Vignesh Subramanian ’24
Depression is a mood disorder involving persistent feelings of dejection or hopelessness, difficulty with control of emotions, and loss of interest or pleasure in regular activities. As depressive disorders are increasingly recognized as a legitimate medical issue and treatment is destigmatized, younger generations in the United States have consistently reported higher rates of experiencing such conditions. However, less than half of afflicted adolescents report accessing care for depression or having sufficient mental health supports in their lives, underscoring the need to make alternative clinical interventions widely available. Online single-session interventions (SSIs) – free self-help modules involving questionnaires to identify symptoms and real-time feedback – have emerged as a promising option, but often differ strongly in their quality and effectiveness. Researchers led by Dr. Schleider of Stony Brook University worked to compare the outcomes of various active SSIs and highlight their best practices.
The researchers first recruited over 2,400 adolescents between the ages 13-16 over social media and collected self-reported descriptions of clinically elevated depressive symptom severity at baseline. The subjects were then randomly submitted to one of three SSIs: a growth mindset (GM) SSI offering guidance on how to reshape personal traits, a behavioral activation (BA) SSI promoting engagement in pleasurable and accomplishment-focused activities, or a supportive control not teaching any particular skills. Follow-up surveys and post-hoc exploratory analyses were conducted to assess post-intervention outcomes (impacts on feelings of hopelessness, or, conversely, agency) and three-month outcomes (impacts on depression-, generalized anxiety-, or eating habits-related symptoms and COVID-19-related trauma induced by school closures and social isolation protocols implemented).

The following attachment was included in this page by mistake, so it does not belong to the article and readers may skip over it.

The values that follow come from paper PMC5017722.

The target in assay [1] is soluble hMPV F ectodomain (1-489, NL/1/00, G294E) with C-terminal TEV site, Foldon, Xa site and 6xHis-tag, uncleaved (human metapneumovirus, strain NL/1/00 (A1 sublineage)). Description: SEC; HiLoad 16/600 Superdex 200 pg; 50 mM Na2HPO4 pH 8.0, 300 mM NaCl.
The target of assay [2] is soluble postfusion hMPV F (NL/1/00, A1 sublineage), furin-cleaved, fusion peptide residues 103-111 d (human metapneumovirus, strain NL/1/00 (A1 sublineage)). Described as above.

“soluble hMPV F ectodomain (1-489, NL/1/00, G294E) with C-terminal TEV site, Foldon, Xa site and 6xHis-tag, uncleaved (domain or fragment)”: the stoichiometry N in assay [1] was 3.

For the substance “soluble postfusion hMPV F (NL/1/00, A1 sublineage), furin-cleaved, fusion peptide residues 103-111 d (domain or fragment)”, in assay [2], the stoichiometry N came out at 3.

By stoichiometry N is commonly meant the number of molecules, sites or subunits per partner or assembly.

The researchers found that both the GM and BA SSIs led to significant improvements in reported depressive symptoms among treated youth from baseline to the three-month follow-up (demonstrating an average reduction of 2.64 points on the CDI-SF, a metric for cognitive, affective, and behavioral signs of depression). Furthermore, both active interventions contributed to decreases in reported hopelessness and increases in perceived agency noted during the more immediate post-intervention follow-ups. Improvements in sensitivity to pre-registered secondary outcomes, including pandemic-related trauma, anxiety, and restrictive eating habits, were also observed. Taken together, these findings affirm the efficacy of online SSIs for treatment of adolescent depression, and suggest that such modules may also have an expanded clinical utility with regard to other mental health conditions. When coupled with psychotherapy, use of these tools may indicate a route to full remission of depressive symptoms.
 J. Schleider, et al., A randomized trial of online single-session interventions for adolescent depression during COVID-19. Nature Human Behavior 6, 258-268 (2022). doi: 10.1038/s41562-021-01235-0
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